If you have spent time and effort carefully crafting an agreement, then you should never mark them ‘subject to contract’. This phrase is only relevant when you are still discussing or negotiating your contract. It does not apply and should not be used in any other circumstances.
Using ‘Subject to Contract’
This phrase should only be used when you want to prevent a contract arising ie when you think not all the relevant terms are agreed. The phrase counteracts the implication that you intend to enter into a contract now. Even if you have an offer, accepted, for consideration and with certain terms (the other four elements for a contract), there can be no legally binding contract.
Between businesses (ie B2B), it is presumed that agreements should become contracts
But there are two different effects of using ‘subject to contract’: one is that any agreement marked ‘subject to contract’ does not have ‘legal effect until a formal contract…was signed’ (Jarvis). For this it needs to be clear that you and your contract partner wanted a formal contract to be signed, rather than an exchange of emails, handshake or phonecall.
This is not the same as believing there ought to be a formal contract: “the mere fact that the letter giving instructions to proceed envisages the execution of further documentation, does not preclude the court from concluding that a binding contract was nonetheless entered into, provided that all the necessary ingredients of a valid contract are present.” (Harvey)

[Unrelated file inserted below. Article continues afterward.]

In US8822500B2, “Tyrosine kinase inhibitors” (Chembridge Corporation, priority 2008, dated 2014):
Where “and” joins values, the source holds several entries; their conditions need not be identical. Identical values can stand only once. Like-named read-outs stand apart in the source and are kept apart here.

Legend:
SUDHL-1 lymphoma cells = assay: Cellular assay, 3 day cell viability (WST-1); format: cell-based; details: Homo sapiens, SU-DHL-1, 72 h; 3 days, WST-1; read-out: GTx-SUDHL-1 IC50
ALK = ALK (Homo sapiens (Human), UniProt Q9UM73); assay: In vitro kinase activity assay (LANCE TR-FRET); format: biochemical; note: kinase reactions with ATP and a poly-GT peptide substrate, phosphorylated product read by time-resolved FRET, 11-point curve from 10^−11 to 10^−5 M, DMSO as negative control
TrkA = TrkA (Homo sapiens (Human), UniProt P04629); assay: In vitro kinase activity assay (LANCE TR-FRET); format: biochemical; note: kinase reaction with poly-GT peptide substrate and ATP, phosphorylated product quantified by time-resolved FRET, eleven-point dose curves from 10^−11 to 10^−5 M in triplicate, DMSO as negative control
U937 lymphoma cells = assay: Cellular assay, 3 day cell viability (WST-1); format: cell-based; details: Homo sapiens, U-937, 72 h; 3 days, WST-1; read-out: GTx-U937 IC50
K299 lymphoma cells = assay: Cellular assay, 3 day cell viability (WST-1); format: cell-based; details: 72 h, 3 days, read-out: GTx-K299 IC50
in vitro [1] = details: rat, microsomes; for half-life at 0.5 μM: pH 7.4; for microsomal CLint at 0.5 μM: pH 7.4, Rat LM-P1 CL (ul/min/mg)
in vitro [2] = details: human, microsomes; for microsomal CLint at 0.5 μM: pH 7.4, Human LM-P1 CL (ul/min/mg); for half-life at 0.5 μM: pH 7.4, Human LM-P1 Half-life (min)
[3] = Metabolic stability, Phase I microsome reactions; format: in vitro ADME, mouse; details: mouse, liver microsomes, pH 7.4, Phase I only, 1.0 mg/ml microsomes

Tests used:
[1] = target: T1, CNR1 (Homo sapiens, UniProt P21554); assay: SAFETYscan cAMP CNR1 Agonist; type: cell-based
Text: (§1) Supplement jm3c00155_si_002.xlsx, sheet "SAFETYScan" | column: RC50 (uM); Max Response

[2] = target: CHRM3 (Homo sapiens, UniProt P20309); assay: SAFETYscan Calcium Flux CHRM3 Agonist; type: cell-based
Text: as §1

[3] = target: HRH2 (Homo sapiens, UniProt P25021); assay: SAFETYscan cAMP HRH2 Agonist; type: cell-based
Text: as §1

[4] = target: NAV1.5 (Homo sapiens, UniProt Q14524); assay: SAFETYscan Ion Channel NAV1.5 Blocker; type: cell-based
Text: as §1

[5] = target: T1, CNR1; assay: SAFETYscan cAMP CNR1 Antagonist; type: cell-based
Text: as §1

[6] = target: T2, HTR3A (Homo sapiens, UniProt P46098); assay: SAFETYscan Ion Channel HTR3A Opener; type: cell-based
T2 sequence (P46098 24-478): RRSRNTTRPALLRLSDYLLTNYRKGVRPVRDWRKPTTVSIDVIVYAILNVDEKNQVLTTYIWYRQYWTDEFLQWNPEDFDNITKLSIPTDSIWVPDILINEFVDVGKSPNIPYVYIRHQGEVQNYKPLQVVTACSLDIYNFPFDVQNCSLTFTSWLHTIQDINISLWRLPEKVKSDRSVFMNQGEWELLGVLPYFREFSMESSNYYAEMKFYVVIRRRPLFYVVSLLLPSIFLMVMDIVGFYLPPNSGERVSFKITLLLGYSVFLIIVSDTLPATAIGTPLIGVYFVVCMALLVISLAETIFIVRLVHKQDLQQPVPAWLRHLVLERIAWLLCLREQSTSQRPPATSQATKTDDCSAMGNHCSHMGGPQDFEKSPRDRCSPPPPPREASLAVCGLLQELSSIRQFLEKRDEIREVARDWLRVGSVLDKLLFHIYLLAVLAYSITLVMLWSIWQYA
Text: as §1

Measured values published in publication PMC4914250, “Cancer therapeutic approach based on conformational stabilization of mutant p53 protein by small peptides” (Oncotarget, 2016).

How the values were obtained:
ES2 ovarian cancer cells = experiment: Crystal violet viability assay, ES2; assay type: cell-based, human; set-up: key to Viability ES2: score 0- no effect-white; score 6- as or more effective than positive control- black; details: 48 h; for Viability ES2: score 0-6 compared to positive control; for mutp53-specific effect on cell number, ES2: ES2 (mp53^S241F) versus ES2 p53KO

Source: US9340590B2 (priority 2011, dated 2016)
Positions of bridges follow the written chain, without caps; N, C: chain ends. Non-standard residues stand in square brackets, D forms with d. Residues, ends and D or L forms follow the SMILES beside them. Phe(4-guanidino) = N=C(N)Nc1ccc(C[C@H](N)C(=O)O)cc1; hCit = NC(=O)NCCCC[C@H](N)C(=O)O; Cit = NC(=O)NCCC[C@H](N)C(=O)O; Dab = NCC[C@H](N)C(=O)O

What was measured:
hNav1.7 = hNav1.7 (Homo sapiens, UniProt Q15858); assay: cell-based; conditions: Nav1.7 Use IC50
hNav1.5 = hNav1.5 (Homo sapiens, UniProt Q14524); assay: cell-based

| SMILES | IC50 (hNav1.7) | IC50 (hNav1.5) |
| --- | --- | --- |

For further explanation of the difference, see what does subject to contract mean?
What Should You Do?
For lawyers: do not use subject to contract if your clients would actually be better off with an oral or part oral-part written contract than no contract at all.
For businesses: use subject to contract if you only want to be bound by a formal contract; by making this very clear in all your correspondence and meetings. You also need to make sure the parties sit down and record the agreement, and then sign it.
For consumers: it is not normally necessary outside of the business context to use subject to contract. If you want to be bound, get a written agreement, which is evidence that you intended to create a legal contract.